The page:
Supply & Trade

SeafoodSource.com is your number one source for global news pertaining to the supply and trade of seafood.

Published on
May 1, 2019

Soaring demand and an expanding supply of fishery and aquaculture products have led seafood to be one of the most traded food categories in the world today. Thanks to globalization, increased product specialization, longer and more complex supply chains, and a broadening of consumer tastes, concerns and expectations, there’s little chance of a reverse in this trend, but the likelihood is that future growth rates will fail to replicate the

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By

Mark Godfrey

Published on
May 1, 2019

Leading Chinese shrimp exporter Guolian is banking that a new crayfish processing plant will further reduce the company’s reliance on a volatile export market. A new plant in Yiyang, in central China, has commenced shipping to supermarkets and restaurant chains across China. 

Guolian Yiyang Foodstuffs Co. has a processing capacity of 150 tons a day of crayfish and dormitories for 2,000 workers onsite. 

Guolian lifted its

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By

Cliff White

Published on
May 1, 2019

Guy Dean served Canada’s Albion Farms and Fisheries for 13 years, starting as the vice president of the company’s import and export division before taking over as its chief sustainability officer two years into his tenure. As of 30 April, Dean has stepped down from his role with Albion to pursue a new venture with Pacific Northwest supplier Organic Ocean. SeafoodSource caught up with Dean to discuss his next steps, the evolution of

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By

Chris Chase

Published on
April 30, 2019

On 23 April, the largest vessel to ever call on the International Marine Terminal in Portland, Maine arrived for the first time. 

The ship, named the Pictor J, is a 461-foot container ship belonging to Eimskip, an Icelandic freight company that has headquarters in Portland. The new ship is longer, wider, and faster than any Eimskip ship before it and has nearly twice the carrying capacity of the old ships – 925 20-foot shipping

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By

Brian Hagenbuch

Published on
April 26, 2019

A coalition of more than 200 businesses that includes Patagonia, Hy-Vee, Whole Foods, and PCC Markets drafted a letter this week to speak out against Pebble Mine, a proposed open-pit copper, gold, and molybdenum mine at the headwaters of the world’s largest sockeye salmon fishery in Bristol Bay, Alaska.

The letter from the group, known as Businesses for Bristol Bay, was addressed to the U.S. Army Corps of Engineers in Anchorage, and

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By

Cliff White

Published on
April 26, 2019

J. Douglas Hines, until recently one of the owners of the fleet operated by the South Pacific Tuna Corporation, said he exited the business because he believes the U.S. tuna-fishing fleet has to “play to a different standard.”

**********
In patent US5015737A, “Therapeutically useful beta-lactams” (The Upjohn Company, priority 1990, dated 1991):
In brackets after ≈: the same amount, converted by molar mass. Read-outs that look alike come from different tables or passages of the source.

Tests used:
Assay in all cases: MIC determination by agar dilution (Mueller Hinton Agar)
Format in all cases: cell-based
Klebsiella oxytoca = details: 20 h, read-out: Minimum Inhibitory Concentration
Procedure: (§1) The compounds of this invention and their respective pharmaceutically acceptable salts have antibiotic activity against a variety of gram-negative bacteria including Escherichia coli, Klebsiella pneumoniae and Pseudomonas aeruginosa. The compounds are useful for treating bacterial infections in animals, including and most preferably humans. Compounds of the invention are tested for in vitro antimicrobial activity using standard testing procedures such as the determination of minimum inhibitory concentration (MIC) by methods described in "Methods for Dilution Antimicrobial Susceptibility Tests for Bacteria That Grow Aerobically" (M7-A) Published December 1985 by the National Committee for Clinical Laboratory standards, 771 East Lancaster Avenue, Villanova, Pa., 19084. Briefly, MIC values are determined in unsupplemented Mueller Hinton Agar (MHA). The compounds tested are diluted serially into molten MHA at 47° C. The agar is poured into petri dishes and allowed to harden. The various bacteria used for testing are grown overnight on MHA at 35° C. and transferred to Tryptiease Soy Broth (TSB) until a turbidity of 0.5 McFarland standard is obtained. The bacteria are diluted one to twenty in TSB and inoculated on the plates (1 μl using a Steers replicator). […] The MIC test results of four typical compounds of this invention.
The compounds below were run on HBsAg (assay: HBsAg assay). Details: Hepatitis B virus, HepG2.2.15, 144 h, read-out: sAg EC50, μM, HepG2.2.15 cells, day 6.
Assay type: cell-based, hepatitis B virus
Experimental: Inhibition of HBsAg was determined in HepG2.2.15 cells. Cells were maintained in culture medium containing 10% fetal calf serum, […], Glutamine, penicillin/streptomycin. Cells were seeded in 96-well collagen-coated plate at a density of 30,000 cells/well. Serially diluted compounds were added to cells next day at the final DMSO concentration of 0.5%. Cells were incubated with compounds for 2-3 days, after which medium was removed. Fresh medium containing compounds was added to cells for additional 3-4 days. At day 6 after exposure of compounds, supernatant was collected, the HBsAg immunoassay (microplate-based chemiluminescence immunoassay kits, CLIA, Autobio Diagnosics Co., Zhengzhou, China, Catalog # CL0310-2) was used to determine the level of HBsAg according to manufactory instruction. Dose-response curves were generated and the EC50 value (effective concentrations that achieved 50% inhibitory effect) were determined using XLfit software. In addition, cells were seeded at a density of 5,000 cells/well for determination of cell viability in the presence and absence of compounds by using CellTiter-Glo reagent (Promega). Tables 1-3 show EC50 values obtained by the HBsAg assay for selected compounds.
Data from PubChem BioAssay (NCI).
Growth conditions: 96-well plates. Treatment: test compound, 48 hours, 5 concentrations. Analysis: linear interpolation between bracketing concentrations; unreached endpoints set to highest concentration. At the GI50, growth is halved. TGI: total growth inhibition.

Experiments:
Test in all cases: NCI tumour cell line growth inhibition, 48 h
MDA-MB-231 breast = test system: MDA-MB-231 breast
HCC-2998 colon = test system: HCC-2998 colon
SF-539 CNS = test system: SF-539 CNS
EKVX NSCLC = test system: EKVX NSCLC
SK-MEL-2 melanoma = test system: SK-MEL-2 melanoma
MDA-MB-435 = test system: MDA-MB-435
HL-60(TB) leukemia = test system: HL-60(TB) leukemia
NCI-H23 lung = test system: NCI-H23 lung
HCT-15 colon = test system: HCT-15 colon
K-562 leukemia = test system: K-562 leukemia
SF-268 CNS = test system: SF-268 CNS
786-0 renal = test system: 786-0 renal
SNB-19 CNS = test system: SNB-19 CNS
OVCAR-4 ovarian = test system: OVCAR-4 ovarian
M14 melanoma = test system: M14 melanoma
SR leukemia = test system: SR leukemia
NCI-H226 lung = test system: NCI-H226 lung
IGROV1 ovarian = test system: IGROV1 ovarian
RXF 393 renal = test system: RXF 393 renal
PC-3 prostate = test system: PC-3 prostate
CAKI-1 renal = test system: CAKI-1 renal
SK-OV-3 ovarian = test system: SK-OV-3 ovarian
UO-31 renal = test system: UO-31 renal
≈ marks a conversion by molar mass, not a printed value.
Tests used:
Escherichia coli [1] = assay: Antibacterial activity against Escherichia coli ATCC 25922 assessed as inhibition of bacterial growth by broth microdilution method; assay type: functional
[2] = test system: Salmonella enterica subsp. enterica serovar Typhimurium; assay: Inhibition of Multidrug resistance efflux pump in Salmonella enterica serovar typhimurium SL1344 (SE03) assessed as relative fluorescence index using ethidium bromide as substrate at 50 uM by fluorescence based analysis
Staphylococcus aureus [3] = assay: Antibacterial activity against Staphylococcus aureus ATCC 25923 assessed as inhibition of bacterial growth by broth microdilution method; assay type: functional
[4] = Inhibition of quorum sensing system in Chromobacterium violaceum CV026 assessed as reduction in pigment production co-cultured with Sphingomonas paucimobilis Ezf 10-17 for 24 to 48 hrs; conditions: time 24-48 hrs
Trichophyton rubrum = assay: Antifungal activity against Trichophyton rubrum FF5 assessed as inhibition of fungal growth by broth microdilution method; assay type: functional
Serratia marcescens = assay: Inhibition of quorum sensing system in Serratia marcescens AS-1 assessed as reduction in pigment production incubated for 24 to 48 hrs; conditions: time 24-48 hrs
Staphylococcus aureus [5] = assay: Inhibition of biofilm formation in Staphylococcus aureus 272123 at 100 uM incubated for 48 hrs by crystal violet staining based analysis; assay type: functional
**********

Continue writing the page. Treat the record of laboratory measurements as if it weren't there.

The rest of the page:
Hines, who has since branched into vegan seafood alternatives, formerly worked as the chief operating officer and board director of canned tuna firm Bumble Bee Foods and held executive positions at Chicken of

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By

Chris Chase

Published on
April 25, 2019

Atlantic Capes Fisheries and BJ’s Service Company have been named in the National Council for Occupational Safety and Health’s (COSH) “Dirty Dozen” list for 2019, but the company has responded saying its addition to the list was based on false information. 

According to the COSH, the dirty dozen list solicits information from health and safety activists about companies that either put workers or communities at risk.

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Published on
April 25, 2019

The investment in the United Kingdom’s largest freezer trawler and the commitment shown to the country’s fishing industry has been commended by Her Royal Highness, Princess Anne.

At its naming ceremony in Greenwich, London, The Princess Royal said the arrival of the new Kirkella H7, the biggest trawler in the U.K. fleet, was “a really important occasion for fisheries in the U.K.” and that the Hull-based vessel represented

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By

Madelyn Kearns

Published on
April 24, 2019

Wednesday, 24 April, marked the start of the commercial shrimping season in South Carolina, U.S.A., with fisherman taking to the water two months earlier than they had been able to do in 2018, according to a report from state newspaper the Post and Courier.

A warmer winter has been cited as the reason behind the early start, the newspaper said. State shrimpers like Tommy Edwards, who works out of Shem Creek in Mount Pleasant, are meeting

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By

Mark Godfrey

Published on
April 24, 2019

Fiji Minister of Fisheries Semi Koroilavesau is in Beijing this week seeking assistance from China to develop aquaculture and fisheries processing facilities in the South Pacific island nation. 

Koroilavesau met with his China Minister of Agriculture and Rural Affairs Han Changfu, whose ministry also oversees fisheries, who guaranteed “high-quality cooperation” in fisheries science and technology as well as

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